Getting a young child involved in physical activity early sets a precedence that can increase as they get older and start participating in more competitive sports. One thing a parent can do to ensure that the child’s love of sports continues is not to push them too hard too soon. The stresses of competitive sports on a young child can make them want to quit, so while they’re young and learning, keep it fun and encouraging for them and save the harder competitive mentality for when they are older.
Children that are pushed too hard in sport at a young age can have increased injuries that are not common to that age group. If your child is involved in sports at a young age, don’t forget to also teach them about taking care of their health and bodies as well to reduce the chances of injuries and long term issues as they get older.
2. Learning how to be a team player
All children have the “self” mentality when they are very young. “I want that.” “Give me that.” “I don’t want to do that.” “I don’t want to share.” “That is mine.” When a child engages in team sports at an early age, they learn what being on a team is all about and sharing is a big part of that.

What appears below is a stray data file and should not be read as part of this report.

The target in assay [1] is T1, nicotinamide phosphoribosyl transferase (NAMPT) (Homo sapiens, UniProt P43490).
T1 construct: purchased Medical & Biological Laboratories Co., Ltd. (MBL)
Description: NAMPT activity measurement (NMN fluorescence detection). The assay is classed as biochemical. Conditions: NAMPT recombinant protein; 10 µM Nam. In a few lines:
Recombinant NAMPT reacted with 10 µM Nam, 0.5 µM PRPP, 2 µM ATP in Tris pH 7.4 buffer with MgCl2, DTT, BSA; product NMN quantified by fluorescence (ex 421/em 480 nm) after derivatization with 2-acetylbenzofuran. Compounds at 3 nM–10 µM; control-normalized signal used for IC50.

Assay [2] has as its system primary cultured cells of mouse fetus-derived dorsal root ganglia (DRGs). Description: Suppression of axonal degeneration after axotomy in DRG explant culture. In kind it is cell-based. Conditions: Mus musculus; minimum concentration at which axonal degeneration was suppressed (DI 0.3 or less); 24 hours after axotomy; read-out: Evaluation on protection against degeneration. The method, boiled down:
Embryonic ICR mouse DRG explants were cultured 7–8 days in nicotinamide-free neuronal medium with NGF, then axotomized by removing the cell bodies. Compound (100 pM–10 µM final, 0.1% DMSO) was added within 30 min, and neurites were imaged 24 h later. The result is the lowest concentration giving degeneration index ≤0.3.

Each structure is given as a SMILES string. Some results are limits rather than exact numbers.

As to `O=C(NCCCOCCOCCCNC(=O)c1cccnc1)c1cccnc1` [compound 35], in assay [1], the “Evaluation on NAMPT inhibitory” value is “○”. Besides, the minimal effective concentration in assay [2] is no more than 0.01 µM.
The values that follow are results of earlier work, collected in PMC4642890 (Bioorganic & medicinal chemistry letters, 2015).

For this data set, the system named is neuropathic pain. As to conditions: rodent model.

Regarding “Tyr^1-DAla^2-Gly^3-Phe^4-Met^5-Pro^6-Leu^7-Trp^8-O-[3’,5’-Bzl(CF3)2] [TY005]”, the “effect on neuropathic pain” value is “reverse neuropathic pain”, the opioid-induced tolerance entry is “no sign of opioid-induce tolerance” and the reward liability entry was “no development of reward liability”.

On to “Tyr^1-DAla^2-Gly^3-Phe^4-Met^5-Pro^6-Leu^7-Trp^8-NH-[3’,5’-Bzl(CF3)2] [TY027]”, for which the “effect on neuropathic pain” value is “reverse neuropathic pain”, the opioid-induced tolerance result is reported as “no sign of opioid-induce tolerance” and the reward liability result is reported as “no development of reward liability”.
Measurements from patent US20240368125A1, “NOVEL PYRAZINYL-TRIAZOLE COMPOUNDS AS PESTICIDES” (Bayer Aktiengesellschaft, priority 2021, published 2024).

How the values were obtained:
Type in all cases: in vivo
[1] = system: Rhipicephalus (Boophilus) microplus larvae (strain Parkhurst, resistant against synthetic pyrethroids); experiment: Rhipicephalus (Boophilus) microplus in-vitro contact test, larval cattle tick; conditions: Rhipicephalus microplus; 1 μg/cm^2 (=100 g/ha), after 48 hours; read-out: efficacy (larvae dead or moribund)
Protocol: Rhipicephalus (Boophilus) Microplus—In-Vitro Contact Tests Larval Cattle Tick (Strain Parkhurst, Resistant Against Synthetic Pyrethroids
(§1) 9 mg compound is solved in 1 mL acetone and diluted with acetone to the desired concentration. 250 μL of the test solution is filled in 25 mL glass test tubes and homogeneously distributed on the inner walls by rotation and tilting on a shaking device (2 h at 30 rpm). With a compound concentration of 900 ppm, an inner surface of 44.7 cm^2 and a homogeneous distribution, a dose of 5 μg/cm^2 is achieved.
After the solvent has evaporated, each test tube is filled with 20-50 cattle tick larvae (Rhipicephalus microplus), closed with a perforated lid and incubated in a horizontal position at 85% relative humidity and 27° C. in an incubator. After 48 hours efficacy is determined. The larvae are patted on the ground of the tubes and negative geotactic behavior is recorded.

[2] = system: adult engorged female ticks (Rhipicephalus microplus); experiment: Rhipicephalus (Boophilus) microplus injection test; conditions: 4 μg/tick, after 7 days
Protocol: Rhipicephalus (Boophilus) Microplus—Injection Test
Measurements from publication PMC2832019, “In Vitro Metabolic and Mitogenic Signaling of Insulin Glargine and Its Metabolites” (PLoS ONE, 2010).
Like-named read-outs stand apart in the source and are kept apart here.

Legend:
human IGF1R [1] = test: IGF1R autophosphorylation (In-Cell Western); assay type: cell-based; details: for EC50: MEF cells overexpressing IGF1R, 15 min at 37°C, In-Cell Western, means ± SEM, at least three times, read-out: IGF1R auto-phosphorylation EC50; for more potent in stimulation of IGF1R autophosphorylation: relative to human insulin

This means sharing the limelight, learning to compromise, learning to support their other team members and also learning to work together are all things a good extracurricular sport will instill in a child. These are all skills that will help them in school, in their careers as an adult and in their personal relationships. Being able to work well with others makes them an important part of the team, whether in sport or in life.
When you are looking for a good sport to start your child in, take a look at the coaches of these sports. You want to find a coach that has a good belief system about things like trying your best, keeping up with practices, not quitting midway during the season and that while winning is fun, it certainly isn’t everything and learning how to lose gracefully and with class is just as important as learning how to win with the same grace and class.
3. What good Sportsmanship is and what that means
Sportsmanship can be a rare thing in some competitive sports, but if a child is started in sports at an early age, and is with a coach that holds sportsmanship as a high priority, the integrity this will build will be invaluable.